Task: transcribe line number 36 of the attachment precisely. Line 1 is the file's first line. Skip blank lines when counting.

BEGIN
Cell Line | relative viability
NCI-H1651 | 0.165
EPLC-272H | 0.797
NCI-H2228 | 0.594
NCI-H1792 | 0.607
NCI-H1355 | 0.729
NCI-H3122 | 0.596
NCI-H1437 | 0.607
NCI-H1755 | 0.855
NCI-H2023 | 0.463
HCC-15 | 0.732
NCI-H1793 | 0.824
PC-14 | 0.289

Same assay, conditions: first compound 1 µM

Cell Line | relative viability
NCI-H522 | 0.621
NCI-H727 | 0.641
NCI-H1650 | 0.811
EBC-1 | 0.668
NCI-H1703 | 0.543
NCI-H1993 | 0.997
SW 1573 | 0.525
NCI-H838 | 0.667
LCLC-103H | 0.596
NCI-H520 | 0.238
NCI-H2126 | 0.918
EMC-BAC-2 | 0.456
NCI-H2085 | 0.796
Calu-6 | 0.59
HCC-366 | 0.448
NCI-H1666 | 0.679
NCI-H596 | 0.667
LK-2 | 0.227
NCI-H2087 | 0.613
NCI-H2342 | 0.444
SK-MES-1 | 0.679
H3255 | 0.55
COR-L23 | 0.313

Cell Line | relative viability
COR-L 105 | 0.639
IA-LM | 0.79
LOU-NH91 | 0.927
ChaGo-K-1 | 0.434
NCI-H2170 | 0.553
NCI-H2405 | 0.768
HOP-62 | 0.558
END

SK-MES-1 | 0.679